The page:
• name of the document or file
  • date (including creation date of the file)
  • author (including job title)
  • location.

The ‘name’ should make sense to other people. The ‘location’ of electronic records will automatically be attributed based on where on the server it is saved, hence it is important to give logical names to each level of file.

Managing current records - Location and filing

The majority of the NHSCFA’s records are digital-born. Although electronic systems all provide a “search and retrieve” facility, this is a limited instrument for making the most of the business’ information assets. Records should be correctly filed, which means that they should be filed in a way that keeps them in the context in which they were created and in association with other records relevant to the same activity. This is particularly important for unstructured records, where staff take decisions as to which folder will hold the record.

All activities, whether internal administrative functions or outward-facing business functions, will be covered by Protective Marking Classification. Using a standard classification makes it easier to protect records as well as make it easier for all staff to find their way around the organisation’s information asset without needing an unreasonable amount of local business knowledge to do so.

Management and access

Records should be managed as actively as possible. This is greatly facilitated by the provision of procedural guidance. Records should be created contemporaneously or as soon as possible after, the business activity to which they relate and all filing, both electronic and hard copy, should be done as soon as possible. Staff should actively manage the maintenance of files, by closing and disposing of completed files, undertake weeding on a regular basis, and having established routines and documentation for the disposal or transfer of records.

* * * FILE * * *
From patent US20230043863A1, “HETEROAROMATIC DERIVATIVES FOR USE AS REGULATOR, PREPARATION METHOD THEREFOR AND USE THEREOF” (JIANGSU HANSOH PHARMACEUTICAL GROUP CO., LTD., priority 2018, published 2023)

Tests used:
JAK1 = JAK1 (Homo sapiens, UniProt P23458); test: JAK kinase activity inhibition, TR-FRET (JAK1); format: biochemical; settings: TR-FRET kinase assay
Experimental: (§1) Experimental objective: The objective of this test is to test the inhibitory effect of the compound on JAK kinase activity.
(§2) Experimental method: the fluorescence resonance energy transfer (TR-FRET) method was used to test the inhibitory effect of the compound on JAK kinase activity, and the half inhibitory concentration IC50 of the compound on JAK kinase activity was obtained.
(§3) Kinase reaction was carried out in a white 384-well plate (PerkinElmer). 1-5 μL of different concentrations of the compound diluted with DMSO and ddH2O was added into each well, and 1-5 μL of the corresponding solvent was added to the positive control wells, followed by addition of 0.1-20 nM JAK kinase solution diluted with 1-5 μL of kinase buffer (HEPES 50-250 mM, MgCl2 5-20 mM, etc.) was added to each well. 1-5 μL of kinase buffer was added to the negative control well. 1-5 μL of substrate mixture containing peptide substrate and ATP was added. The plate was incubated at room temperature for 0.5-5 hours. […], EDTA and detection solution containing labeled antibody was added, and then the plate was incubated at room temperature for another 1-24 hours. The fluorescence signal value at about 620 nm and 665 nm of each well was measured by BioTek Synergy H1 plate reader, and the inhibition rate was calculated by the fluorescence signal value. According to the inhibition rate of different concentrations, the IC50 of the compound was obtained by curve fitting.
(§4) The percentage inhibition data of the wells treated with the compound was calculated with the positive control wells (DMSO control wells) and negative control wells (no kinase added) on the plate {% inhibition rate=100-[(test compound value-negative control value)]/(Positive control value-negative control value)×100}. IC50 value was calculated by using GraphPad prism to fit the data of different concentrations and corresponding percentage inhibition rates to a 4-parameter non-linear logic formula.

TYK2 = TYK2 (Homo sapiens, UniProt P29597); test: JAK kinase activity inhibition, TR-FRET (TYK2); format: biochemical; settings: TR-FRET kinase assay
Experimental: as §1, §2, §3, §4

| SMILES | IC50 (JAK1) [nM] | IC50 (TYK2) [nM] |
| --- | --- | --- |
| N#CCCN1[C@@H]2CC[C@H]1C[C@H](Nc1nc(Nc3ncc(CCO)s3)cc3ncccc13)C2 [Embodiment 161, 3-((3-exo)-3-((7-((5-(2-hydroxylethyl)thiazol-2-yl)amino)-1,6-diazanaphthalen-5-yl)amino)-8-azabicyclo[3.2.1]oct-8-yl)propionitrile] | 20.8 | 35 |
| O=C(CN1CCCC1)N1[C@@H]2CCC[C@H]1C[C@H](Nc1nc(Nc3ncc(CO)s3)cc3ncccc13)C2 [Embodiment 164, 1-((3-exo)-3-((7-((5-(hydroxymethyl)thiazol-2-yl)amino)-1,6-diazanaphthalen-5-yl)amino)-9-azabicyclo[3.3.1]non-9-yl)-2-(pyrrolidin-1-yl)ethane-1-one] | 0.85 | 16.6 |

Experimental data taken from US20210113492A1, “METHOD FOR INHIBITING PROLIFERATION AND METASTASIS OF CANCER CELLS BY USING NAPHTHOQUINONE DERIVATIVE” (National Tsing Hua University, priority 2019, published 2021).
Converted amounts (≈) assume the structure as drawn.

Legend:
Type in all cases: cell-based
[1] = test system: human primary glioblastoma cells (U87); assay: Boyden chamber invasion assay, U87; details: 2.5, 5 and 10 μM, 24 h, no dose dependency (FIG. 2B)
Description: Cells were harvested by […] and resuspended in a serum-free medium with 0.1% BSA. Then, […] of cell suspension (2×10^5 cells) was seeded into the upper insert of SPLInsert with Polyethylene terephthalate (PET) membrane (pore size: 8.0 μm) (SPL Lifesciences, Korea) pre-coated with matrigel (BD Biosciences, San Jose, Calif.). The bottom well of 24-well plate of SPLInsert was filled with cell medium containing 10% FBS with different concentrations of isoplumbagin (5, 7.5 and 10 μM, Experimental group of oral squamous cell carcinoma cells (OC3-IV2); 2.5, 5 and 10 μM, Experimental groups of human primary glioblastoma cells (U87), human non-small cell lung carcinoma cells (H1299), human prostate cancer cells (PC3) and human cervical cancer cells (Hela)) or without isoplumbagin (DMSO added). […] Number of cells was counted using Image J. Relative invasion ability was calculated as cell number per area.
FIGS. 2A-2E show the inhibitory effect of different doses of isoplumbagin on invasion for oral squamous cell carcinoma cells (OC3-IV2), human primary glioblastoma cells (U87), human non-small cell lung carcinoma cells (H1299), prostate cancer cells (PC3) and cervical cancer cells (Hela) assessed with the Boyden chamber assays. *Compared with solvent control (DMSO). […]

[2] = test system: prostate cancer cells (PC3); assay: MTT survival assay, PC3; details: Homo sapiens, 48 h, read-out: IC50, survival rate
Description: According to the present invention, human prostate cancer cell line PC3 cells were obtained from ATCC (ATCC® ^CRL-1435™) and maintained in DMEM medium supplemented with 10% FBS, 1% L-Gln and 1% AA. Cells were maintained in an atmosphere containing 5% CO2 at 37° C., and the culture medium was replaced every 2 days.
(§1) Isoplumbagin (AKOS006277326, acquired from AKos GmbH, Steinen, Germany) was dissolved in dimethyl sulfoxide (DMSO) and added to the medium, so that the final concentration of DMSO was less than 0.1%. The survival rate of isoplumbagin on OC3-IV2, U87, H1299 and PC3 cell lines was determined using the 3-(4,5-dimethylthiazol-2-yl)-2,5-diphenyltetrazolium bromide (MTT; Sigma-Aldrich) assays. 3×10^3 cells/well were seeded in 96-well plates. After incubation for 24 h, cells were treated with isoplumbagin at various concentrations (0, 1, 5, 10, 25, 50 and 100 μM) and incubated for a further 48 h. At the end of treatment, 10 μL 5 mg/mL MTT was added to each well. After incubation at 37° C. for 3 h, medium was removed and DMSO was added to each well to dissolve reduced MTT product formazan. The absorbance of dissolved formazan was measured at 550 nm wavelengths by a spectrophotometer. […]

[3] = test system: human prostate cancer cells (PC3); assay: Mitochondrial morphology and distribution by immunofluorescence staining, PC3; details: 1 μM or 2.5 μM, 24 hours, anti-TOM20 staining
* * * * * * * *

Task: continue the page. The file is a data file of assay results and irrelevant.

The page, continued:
Staff must be aware of any need to limit access to files and are responsible for ensuring that these limitations are enforced. Access limitations will apply to hard-copy as well as to electronic records. The guidelines laid out in the Information Security Policy and advice availabel from the Information Governance team will be relevant resources in this regard.

Disposal and documentation

When a record or file is no longer actively required for business purposes, action needs to be taken with it. This will either be that the file is disposed of, or that it is retained for a specified period of time. Staff must be familiar with the relevant sections of the retention schedule, so that responsible decisions about disposal can be taken. It is also the responsibility of staff to notify their business lead if there is a change in the business use of a record, as this may mean that a longer or shorter retention period applies.

Since the NHSCFA is subject to the Public Records Act, all disposal activity (whether destruction or transfer to storage) should be recorded so that it is auditable. Files that are managed within an application may be able to provide such lists as part of its function. The easiest way to manage files outside of a structured environment is to maintain a file or series list, which will identify each of the business activities and all of the files that are generated, detailing the dates on which files were either destroyed or were transferred to storage.

Records and personal information